All Collections
What is liquidity and who are takers and makers?
What is liquidity and who are takers and makers?
Diana Prince avatar
Written by Diana Prince
Updated over a week ago

The liquidity describes how quickly and at what cost an asset can be exchanged for another asset. Liquidity is a measure of how many buyers and sellers are present, how active the market is, and how big their orders are. It can be calculated by taking a volume of market trades and a volume of current pending orders on the market.

In some sense, market liquidity can be compared to popularity, meaning each market and crypto exchange has its liquidity.

Liquidity is considered “high” when there is a significant level of trading activity, a lot of market participants, and high supply and demand in the market. It helps buyers and sellers easier to find each other and provides fewer chances that one particular order may affect drastic price change. But if there are only a few market participants and trading activity is low, then such a market can be considered low-liquid or even illiquid.

Liquidity is a dynamic indicator that constantly shifts from high to low depending on trading activity and volume. When trading, market liquidity significantly impacts how quickly you can open and close positions, and how big the difference is between buying and selling prices. It means liquidity is one of the key factors in determining spread. In general, when markets become more liquid, the bid-ask spread should tighten and vice versa. But high liquidity does not always mean a balance between buyers and sellers. That is why in the case of significant imbalance, it can be more difficult to fill your order.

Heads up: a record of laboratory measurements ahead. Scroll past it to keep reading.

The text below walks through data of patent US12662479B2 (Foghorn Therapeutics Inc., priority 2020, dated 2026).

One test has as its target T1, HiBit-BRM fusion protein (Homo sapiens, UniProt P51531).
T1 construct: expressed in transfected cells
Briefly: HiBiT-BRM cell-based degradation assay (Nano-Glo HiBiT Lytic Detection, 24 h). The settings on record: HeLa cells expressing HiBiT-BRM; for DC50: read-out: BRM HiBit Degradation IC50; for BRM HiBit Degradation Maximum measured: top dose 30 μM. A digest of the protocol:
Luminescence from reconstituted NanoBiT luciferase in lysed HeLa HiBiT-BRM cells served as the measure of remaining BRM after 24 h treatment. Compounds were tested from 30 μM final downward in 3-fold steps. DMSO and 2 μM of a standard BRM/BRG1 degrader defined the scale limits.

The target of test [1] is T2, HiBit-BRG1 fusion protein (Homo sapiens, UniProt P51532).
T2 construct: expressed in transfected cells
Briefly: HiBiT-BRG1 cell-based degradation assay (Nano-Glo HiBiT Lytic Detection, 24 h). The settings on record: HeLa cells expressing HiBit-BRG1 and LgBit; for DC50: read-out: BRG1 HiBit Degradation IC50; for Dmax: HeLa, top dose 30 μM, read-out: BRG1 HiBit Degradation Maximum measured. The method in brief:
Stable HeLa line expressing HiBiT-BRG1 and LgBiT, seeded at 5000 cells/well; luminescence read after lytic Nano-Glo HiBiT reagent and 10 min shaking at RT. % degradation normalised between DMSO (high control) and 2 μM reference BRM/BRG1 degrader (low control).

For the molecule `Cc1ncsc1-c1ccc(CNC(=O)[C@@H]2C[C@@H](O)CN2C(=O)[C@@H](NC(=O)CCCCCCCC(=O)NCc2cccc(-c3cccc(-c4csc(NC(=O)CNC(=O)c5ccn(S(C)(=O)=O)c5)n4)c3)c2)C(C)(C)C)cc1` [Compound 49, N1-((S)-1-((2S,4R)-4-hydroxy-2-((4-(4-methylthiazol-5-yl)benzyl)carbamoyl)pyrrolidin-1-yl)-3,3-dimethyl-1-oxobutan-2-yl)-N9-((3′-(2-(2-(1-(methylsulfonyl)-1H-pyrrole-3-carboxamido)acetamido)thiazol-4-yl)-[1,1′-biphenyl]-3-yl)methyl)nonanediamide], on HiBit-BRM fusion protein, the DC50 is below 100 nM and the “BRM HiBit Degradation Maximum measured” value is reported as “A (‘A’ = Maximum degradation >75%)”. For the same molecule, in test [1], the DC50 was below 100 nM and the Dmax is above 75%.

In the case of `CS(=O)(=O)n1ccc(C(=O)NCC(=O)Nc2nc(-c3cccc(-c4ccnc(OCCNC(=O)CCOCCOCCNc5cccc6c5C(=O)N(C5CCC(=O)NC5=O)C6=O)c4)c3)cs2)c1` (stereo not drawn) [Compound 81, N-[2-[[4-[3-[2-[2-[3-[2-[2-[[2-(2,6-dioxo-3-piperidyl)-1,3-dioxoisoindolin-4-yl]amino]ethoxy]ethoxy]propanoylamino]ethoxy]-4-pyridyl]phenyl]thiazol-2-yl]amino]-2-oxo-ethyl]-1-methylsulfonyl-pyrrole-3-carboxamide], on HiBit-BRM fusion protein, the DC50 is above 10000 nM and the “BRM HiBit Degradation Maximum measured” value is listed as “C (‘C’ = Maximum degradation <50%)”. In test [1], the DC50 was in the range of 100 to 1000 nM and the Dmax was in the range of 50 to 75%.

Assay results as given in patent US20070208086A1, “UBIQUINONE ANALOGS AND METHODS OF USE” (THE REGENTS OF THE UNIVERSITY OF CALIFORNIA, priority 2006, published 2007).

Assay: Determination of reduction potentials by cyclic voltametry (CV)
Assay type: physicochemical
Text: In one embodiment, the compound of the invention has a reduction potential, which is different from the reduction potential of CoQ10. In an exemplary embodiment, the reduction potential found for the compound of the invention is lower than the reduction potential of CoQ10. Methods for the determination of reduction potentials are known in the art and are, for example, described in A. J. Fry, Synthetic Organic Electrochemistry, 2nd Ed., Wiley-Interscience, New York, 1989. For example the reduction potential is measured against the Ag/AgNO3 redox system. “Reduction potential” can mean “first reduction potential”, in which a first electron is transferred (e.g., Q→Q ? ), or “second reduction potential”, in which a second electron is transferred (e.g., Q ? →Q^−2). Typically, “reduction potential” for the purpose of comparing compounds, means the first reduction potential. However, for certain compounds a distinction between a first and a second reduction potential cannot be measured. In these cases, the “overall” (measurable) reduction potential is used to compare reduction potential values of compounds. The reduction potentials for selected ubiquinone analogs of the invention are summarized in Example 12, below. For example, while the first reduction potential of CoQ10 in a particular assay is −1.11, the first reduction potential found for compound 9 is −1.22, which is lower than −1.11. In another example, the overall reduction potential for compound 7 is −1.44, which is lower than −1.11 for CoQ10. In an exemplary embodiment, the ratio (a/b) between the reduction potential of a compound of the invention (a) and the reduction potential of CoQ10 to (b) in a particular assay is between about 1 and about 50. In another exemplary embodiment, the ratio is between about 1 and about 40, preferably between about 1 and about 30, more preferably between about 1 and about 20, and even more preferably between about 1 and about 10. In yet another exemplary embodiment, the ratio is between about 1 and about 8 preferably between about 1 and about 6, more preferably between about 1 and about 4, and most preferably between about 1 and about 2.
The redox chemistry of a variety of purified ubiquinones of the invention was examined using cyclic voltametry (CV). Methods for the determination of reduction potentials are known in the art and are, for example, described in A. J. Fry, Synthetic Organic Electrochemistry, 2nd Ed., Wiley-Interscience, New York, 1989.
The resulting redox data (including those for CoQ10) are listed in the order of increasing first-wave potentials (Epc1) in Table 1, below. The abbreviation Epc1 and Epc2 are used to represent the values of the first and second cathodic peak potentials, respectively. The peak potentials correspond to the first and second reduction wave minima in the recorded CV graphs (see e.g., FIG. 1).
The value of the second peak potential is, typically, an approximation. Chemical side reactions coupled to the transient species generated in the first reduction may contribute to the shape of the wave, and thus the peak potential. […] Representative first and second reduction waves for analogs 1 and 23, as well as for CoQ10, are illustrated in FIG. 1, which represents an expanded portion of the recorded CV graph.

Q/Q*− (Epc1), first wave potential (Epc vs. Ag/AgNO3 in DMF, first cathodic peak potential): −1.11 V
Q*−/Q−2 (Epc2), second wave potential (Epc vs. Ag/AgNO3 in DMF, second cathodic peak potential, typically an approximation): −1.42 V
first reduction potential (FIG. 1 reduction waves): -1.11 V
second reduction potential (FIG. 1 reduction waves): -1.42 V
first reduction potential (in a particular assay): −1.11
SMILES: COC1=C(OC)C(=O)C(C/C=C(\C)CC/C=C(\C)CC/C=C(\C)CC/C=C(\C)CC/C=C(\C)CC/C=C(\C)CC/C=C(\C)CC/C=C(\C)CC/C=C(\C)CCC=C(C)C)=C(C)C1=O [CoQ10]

When you trade, it is also important to know who you are in the market in terms of liquidity — maker or taker. One of the reasons is that it can affect your fees. On CEX.IO, there is a difference between maker fee and taker fee.

Maker is the one who adds liquidity to the order book, creating a market and making it easier for others to buy or sell when order conditions match. This happens when your orders aren’t carried out immediately. For example, when users place a limit buy order below the current market price or a limit sell order above the current exchange rate they can be considered as crypto market makers.

Taker is the one who takes liquidity from the order book. And such a situation occurs when you place an order that executes instantly against another order available in the order book. So it can be said that filling orders remove part of liquidity. Note that takers are not the only ones who place market orders. If there is an opposite limit order that can match your order conditions and fill it, then your trade will be considered as a taker’s trade.

Knowing who you are in terms of liquidity and what is the current situation in the order book will help you make more well-informed trading decisions and find promising market conditions.

Happy trading!

Did this answer your question?